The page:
[ ik-strood ]
/ ɪkˈstrud /
verb (used with object), ex·trud·ed, ex·trud·ing.
to thrust out; force or press out; expel: to extrude molten rock.
to form (metal, plastic, etc.) with a desired cross section by forcing it through a die.
verb (used without object), ex·trud·ed, ex·trud·ing.
to be extruded: This metal extrudes easily.
BECOME A PRO CHEF WITH THIS EXQUISITE CUISINE QUIZ!
Even if you can't be a professional chef, you can at least talk like one with this vocabulary quiz.
Question 1 of 9
You may have read the word "simmer" in a recipe or two, but what does it really mean?
Origin of extrude
1560–70; <Latin extrūdere to thrust out, drive out, equivalent to ex-ex-1 + trūdere to thrust, push
OTHER WORDS FROM extrudeex·trud·er, nounex·tru·si·ble [ik-stroo-suh-buhl, -zuh-], /ɪkˈstru sə bəl, -zə-/, ex·trud·a·ble, adjectiveun·ex·trud·ed, adjective
Dictionary.com Unabridged Based on the Random House Unabridged Dictionary, © Random House, Inc. 2020
Example sentences from the Web for extrude
They make a noodle out of dosa batter with an extruder made specifically for the dish.
British Dictionary definitions for extrude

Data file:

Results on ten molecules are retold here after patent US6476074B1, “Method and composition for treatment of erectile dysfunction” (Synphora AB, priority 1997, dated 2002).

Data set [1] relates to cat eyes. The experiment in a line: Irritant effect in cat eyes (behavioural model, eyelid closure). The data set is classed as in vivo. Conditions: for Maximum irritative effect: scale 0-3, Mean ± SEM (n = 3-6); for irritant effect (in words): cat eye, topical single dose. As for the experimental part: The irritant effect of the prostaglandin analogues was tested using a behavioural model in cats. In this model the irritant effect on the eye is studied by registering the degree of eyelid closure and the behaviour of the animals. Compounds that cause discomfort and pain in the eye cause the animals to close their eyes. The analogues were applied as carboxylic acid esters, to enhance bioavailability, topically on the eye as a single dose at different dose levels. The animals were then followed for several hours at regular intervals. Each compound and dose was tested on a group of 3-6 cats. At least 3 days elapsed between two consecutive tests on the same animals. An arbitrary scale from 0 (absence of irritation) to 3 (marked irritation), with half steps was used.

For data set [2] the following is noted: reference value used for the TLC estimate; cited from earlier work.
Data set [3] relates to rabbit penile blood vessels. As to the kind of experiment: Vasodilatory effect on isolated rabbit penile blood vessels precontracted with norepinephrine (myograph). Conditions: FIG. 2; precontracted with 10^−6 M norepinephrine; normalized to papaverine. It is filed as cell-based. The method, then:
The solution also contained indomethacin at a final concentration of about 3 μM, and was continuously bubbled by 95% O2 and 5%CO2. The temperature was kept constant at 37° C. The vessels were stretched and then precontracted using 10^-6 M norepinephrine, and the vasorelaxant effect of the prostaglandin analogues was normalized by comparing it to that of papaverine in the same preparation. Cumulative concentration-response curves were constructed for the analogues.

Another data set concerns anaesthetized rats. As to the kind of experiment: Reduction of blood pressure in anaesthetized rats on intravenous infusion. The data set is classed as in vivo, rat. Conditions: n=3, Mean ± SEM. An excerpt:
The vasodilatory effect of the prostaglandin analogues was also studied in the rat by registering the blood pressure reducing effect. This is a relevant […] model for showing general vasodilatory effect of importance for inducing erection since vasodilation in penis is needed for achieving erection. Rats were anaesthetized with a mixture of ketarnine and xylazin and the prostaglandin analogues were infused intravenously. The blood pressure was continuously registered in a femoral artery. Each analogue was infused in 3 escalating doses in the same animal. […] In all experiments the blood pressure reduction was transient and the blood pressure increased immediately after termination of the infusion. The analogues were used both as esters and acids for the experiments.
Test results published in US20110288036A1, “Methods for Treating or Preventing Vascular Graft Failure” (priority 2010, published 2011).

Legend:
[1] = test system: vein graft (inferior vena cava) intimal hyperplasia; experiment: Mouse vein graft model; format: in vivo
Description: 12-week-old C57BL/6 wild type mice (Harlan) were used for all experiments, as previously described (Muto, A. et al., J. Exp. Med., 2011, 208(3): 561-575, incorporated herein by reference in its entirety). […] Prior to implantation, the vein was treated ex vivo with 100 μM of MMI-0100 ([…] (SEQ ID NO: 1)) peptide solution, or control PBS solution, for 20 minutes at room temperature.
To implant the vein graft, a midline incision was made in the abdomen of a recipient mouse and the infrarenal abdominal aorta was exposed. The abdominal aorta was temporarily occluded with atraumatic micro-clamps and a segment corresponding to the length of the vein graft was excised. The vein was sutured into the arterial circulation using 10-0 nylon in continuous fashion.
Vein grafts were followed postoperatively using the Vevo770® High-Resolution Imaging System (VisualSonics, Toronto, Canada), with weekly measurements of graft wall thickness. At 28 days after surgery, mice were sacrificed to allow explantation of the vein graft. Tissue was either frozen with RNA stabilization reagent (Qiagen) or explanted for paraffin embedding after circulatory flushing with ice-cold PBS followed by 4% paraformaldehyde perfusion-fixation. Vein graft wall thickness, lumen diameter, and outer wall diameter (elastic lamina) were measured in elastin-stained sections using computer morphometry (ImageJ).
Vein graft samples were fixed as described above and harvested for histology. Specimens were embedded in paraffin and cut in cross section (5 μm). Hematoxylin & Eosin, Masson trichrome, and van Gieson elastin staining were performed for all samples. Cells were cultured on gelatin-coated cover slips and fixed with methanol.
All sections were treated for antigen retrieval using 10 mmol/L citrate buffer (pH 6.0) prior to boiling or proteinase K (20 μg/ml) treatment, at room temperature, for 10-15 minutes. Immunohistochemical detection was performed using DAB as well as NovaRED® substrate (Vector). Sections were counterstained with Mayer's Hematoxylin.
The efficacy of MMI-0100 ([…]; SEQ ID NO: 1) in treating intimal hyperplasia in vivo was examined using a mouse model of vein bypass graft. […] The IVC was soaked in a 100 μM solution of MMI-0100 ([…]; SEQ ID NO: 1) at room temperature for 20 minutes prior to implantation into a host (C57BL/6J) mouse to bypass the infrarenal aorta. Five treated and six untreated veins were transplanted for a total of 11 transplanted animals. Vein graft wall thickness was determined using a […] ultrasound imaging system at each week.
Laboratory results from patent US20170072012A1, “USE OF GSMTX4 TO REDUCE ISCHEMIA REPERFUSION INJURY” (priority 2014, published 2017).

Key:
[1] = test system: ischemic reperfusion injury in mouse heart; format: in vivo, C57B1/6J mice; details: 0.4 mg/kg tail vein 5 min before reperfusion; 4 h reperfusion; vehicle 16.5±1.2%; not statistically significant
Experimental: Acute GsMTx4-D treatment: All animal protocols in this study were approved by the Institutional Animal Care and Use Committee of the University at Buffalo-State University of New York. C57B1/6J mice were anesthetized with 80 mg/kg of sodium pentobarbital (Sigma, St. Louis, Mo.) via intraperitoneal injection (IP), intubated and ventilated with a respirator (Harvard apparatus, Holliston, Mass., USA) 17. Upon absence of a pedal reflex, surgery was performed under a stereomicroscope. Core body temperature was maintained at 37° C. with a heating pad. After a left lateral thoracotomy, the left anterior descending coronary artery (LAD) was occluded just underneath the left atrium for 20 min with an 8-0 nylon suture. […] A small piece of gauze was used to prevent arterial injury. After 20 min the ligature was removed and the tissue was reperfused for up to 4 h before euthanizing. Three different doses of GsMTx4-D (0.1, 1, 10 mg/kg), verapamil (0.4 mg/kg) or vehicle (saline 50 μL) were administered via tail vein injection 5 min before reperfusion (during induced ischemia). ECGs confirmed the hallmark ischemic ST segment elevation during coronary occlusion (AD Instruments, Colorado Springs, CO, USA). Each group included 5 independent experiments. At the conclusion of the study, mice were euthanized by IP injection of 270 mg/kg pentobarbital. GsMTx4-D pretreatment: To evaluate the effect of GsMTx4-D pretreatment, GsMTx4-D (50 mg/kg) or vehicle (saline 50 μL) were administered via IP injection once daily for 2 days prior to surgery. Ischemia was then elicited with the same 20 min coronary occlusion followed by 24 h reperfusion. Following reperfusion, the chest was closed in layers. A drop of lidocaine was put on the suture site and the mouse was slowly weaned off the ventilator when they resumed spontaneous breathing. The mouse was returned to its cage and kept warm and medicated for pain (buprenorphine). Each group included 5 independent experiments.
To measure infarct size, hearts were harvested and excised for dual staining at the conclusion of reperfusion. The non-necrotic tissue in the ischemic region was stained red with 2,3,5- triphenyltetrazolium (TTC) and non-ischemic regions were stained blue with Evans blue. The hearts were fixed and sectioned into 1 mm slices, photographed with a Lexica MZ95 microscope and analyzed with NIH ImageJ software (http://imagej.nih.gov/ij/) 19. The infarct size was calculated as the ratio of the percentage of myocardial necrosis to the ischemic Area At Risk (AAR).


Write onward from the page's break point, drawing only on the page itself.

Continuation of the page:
/ (ɪkˈstruːd) /
(tr) to squeeze or force out
(tr) to produce (moulded sections of plastic, metal, etc) by ejection under pressure through a suitably shaped nozzle or die
(tr) to chop up or pulverize (an item of food) and re-form it to look like a wholea factory-made rod of extruded egg
a less common word for protrude
Derived forms of extrudeextruded, adjective
Word Origin for extrude
C16: from Latin extrūdere to thrust out, from trūdere to push, thrust
Collins English Dictionary - Complete & Unabridged 2012 Digital Edition © William Collins Sons & Co. Ltd. 1979, 1986 © HarperCollins Publishers 1998, 2000, 2003, 2005, 2006, 2007, 2009, 2012
Medical definitions for extrude
[ ĭk-strōōd′ ]
To thrust, force, or press out.
To protrude or project.
The American Heritage® Stedman's Medical Dictionary Copyright © 2002, 2001, 1995 by Houghton Mifflin Company. Published by Houghton Mifflin Company.